Finally, a company can only pay off debt with cold hard cash, not accounting profits. So we clearly need to look at whether that EBIT is leading to corresponding free cash flow. During the last three years, Toro generated free cash flow amounting to a very robust 92% of its EBIT, more than we'd expect. That positions it well to pay down debt if desirable to do so.

Our View

Toro's interest cover suggests it can handle its debt as easily as Cristiano Ronaldo could score a goal against an under 14's goalkeeper. And that's just the beginning of the good news since its conversion of EBIT to free cash flow is also very heartening. We think Toro is no more beholden to its lenders, than the birds are to birdwatchers. For investing nerds like us its balance sheet is almost charming. When analysing debt levels, the balance sheet is the obvious place to start. However, not all investment risk resides within the balance sheet - far from it. For instance, we've identified 1 warning sign for Toro that you should be aware of.

Of course, if you're the type of investor who prefers buying stocks without the burden of debt, then don't hesitate to discover our exclusive list of net cash growth stocks, today.

This article by Simply Wall St is general in nature. We provide commentary based on historical data and analyst forecasts only using an unbiased methodology and our articles are not intended to be financial advice. It does not constitute a recommendation to buy or sell any stock, and does not take account of your objectives, or your financial situation. We aim to bring you long-term focused analysis driven by fundamental data. Note that our analysis may not factor in the latest price-sensitive company announcements or qualitative material. Simply Wall St has no position in any stocks mentioned.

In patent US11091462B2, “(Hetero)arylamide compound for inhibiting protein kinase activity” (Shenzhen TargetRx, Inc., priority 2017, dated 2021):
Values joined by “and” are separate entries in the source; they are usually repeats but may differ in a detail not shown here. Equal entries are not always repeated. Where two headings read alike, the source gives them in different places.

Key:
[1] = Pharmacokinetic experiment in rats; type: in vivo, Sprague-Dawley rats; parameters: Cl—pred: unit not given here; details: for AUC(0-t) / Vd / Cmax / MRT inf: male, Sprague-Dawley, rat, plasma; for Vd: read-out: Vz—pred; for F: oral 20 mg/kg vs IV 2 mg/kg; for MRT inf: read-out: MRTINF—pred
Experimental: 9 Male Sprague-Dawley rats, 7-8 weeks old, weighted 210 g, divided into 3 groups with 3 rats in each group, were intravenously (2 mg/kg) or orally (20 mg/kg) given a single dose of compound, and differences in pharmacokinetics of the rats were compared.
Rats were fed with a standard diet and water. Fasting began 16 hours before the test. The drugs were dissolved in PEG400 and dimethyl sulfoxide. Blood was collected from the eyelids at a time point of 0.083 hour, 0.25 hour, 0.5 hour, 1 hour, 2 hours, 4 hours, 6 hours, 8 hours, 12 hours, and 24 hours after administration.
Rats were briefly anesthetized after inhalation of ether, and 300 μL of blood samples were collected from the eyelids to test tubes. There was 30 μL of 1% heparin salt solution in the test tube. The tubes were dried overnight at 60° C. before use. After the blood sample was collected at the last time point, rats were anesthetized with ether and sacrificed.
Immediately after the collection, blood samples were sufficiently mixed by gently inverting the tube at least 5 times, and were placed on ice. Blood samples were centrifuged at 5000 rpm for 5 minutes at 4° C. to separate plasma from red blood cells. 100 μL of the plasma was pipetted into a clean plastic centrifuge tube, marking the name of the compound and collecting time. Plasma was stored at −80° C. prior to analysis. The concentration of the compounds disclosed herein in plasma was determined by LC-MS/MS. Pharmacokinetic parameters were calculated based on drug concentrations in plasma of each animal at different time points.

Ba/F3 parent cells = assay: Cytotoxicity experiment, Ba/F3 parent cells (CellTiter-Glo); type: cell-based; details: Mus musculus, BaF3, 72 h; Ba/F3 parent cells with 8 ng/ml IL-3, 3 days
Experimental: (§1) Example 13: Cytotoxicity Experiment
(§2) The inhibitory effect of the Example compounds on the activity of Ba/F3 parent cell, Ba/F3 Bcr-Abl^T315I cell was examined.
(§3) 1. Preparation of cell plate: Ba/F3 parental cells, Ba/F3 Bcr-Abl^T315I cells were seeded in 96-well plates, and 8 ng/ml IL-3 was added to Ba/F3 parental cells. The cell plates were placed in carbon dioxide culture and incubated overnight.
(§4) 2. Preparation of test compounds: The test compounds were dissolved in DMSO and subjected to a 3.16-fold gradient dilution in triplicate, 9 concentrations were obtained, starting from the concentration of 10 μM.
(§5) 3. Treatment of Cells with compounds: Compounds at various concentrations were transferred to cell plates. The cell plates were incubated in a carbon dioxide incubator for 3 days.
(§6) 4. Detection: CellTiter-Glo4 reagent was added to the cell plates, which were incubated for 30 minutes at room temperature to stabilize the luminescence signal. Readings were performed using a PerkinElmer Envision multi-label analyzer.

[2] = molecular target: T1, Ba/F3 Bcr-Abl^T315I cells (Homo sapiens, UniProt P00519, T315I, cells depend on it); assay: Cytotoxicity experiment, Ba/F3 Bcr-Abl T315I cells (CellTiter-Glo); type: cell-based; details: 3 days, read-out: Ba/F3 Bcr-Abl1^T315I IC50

Have feedback on this article? Concerned about the content? Get in touch with us directly. Alternatively, email editorial-team (at) simplywallst.com.

When trading Toro or any other investment, use the platform considered by many to be the Professional's Gateway to the Worlds Market, Interactive Brokers. You get the lowest-cost* trading on stocks, options, futures, forex, bonds and funds worldwide from a single integrated account.Promoted

Discounted cash flow calculation for every stock

Simply Wall St does a detailed discounted cash flow calculation every 6 hours for every stock on the market, so if you want to find the intrinsic value of any company just search here. It’s FREE.


Simply Wall St character - Warren

Simply Wall St

Simply Wall St is focused on providing unbiased, high-quality research coverage on every listed company in the world. Our research team consists of data scientists and multiple equity analysts with over two decades worth of financial markets experience between them.